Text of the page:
The video you are uploading will be twice as high as the video the user is going to see. Make sure to consider this when placing the video on your target image.

Self-hosted Videos

You can use any URL or link to a video, which is publicly accessible. This can anything from a link to a file in the public folder of Dropbox to a link to a video on your own server. Just make sure to comply with the supported video codecs if you like to use overlay videos or overlay videos with alpha channel.

Videos from YouTube

The video augmentation will automatically recognize if you enter a URL to a YouTube video (like YouTube videos can not be used for overlay videos or overlay videos with alpha channel due to license restrictions. YouTube videos will always be play back in fullscreen mode.

You can select the default thumbnail image provided by YouTube or upload your own thumbnail image.

When you resize and position the augmentation you are actually resizing and positioning the thumbnail image.

Videos from Vimeo

The video augmentation will automatically recognize if you enter a URL to a video file hosted on vimeo. Videos on vimeo can be used for fullscreen videos only. Entering a link to a vimeo video (like will play back the video in fullscreen mode only.

Thumbnail images

Thumbnails are the images, which are shown to your user, when the video hasn't been started. They are preview images for your users so that they know what to expect. Wikitude Studio can either download the default thumbnail image from a video provider (YouTube or vimeo) and use this as the thumbnail. Or alternatively you can upload a custom thumbnail image for your video. The image can be any size and any picture you like.

Note The Wikitude Studio does not add any play buttons to the thumbnail image.

Browser and H.264 support

You are very likely encountering a No show today error in Wikitude Studio. This means that your browser can't play back the selected video. Some browsers do have difficulties (Firefox) to play back H.264 encoded files directly in the browser. However this only means that we can't show you a pretty preview of your video playing directly in the Wikitude Studio. If you have chosen the correct codec your augmented reality experience will just work fine.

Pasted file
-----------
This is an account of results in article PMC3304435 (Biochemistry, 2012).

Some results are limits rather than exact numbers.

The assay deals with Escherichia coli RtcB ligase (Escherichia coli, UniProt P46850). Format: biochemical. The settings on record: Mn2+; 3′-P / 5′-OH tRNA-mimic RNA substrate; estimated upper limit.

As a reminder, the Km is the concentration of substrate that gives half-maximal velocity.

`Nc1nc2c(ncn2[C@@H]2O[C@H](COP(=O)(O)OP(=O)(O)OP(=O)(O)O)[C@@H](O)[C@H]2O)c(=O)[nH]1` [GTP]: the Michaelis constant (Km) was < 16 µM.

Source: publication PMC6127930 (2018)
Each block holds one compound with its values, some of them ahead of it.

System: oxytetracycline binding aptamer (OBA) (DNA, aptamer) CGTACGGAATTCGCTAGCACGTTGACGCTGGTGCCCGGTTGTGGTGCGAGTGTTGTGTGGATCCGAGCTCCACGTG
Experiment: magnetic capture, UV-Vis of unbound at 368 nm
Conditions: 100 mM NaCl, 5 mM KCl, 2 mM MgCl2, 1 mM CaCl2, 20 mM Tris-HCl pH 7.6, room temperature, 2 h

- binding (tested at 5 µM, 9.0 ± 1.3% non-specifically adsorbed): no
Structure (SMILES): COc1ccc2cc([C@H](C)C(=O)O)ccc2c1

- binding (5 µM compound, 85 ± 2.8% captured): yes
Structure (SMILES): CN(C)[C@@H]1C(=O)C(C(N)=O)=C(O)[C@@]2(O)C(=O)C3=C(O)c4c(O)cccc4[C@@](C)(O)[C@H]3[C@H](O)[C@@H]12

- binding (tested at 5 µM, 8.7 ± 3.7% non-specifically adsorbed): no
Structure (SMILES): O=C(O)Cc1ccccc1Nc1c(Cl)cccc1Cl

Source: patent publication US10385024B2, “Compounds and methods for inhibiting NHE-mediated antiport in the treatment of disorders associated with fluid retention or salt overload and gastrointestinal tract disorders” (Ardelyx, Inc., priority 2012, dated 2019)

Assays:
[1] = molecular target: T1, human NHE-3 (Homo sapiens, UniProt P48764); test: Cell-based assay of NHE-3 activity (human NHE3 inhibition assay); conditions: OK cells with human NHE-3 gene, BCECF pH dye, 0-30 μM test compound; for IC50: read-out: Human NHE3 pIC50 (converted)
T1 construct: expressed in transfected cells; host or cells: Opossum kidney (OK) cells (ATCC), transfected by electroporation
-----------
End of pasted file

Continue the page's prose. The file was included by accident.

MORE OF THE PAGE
Supported Devices

In general videos are fully supported on devices running iOS 6+ and Android 4.0+. Other devices will still play back the video but only in fullscreen mode as a fall-back solution.

The Wikitude SDK in the background is detecting the appropriate mode accordingly. This means that your user is trying to play back a overlay video with a non-capable device, the video will be played back in fullscreen mode.

Summary: Only iOS 6+, Android 4.0+ devices will play back overlay videos. All other devices will show a fullscreen video.

Supported Video Codecs

Unfortunately support of video throughout mobile devices is not straight forward. Devices and operating system differ in what videos they can play back and which videos they reject. To support all platforms the best solution is to use an H.264 encoded video with a maximum resolution of 720p (1280x720 pixel). To make things even more confusing the H.264 codec defines different profiles. Not all of them play back nicely so make sure that you are using either one of the following

The recommendation for Android and iOS with broad support is to use H.264 (AVC) as codec (Baseline profile) with .mp4 as container format. For full list of media support on Android see the official guide or iOS web guide.

Do not use Quicktime movies or .avi movies, as their codec is not support on both Android and iOS.

If the profile differs especially Android devices will most certainly misbehave (fail to play or crash entirely) when playing back those videos.

Here at Wikitude we use the app Handbrake for transcoding existing videos to the correct format. Below you see a screenshot with the settings we are using

  1. H.264 codec
  2. Baseline profile
  3. Limiting max video bitrate to 1250 kbps

Summary: For overlay videos use H.264 encoded videos with baseline profile in a mp4 container.